Mash temperature variation

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Dr Strange

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I have been absolutely smashing Biggie Juice clones. Ever since I bought a fermentation fridge.

I am struggling to.control the mash temperature on my rental shit cooker.

I get over shoots then pour in ice.

ideally you start low and increase in increments.

does it matter if higher temperatures are achieved too soon and then the mash dropsto earlier desired temperatures?
 

yankinoz

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What temperatures?

If you raise to a mash out temp of 77 or higher, that pretty quickly breaks down the enzymes you need for starch conversion. If it happens to only part of the mash, you might have enough left for conversion if the grist has excess enzymes.

If your mash is in the low 70s for a short time, and you wanted lower, say, 65-67, no real harm is done, Spending time at the higher temps will favor conversion to less fermentable sugars. If, say, the mash is at 71 for 10 minutes, and you wanted 67, the beer will have a bit less alcohol and a bit more body than intended.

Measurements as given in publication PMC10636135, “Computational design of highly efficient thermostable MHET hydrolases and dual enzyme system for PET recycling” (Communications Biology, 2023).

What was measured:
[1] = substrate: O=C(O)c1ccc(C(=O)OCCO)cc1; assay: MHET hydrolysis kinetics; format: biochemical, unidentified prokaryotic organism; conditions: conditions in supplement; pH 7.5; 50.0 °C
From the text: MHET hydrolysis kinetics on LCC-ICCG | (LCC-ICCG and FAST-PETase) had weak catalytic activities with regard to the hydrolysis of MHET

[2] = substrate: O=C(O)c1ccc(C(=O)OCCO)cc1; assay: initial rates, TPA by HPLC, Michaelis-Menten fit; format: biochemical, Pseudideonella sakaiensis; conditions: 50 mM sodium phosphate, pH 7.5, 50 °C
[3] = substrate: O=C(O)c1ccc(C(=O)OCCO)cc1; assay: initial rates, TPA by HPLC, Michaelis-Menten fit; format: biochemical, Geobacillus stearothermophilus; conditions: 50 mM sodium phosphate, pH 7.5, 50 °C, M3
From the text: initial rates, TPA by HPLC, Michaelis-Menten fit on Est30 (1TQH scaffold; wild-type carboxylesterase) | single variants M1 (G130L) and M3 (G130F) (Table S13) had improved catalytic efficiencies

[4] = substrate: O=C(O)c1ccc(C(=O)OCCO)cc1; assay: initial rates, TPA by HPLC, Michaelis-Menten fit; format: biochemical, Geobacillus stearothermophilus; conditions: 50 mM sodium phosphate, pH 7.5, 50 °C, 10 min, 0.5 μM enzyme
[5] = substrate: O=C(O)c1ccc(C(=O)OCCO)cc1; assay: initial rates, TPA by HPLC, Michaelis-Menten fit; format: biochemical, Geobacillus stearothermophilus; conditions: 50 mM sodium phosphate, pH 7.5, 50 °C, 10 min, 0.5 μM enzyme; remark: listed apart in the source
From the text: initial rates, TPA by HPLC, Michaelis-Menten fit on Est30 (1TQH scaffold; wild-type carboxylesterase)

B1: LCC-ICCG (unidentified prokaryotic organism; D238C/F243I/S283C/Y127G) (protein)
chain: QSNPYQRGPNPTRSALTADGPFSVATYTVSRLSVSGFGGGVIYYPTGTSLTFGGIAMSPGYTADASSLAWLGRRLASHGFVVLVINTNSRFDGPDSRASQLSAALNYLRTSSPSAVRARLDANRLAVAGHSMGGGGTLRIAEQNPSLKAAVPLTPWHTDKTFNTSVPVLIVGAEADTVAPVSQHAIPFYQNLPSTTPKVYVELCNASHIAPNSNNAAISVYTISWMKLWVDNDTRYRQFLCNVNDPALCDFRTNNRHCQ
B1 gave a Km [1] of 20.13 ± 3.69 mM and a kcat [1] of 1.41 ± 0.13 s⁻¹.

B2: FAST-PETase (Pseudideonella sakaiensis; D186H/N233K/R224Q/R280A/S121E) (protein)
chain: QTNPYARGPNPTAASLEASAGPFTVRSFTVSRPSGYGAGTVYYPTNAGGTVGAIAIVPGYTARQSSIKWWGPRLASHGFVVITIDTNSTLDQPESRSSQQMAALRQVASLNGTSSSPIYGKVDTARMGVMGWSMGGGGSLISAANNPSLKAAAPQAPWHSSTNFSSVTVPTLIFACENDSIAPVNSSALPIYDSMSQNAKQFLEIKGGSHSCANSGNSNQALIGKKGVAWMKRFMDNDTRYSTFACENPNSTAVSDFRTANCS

If your original aim was to do a step mash involving an acid rest (35-45), a protein rest (44-59), or both, and the mash is in the 60s or low 70s for any length of time, it's probably too late to go back down. Just go ahead with an infusion mash.
 
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JDW81

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There's a few things you can do to make things a bit more accurate:
1: Heat your strike water to a specific temperature (there's some calculators you can use which you plug your water volume, grain temp and weight et in to) prior to putting your grain in.
2: If you need to raise the temp, add boiling water from the kettle/another pot (again, there are some calculators around)
3: Ditch the crappy rental cook top and use an over the side element to raise your mash temp (I used one early in my brewing days and it worked a treat)
4: Invest in a temp controlled brewing system (obviously the most expensive option).
 

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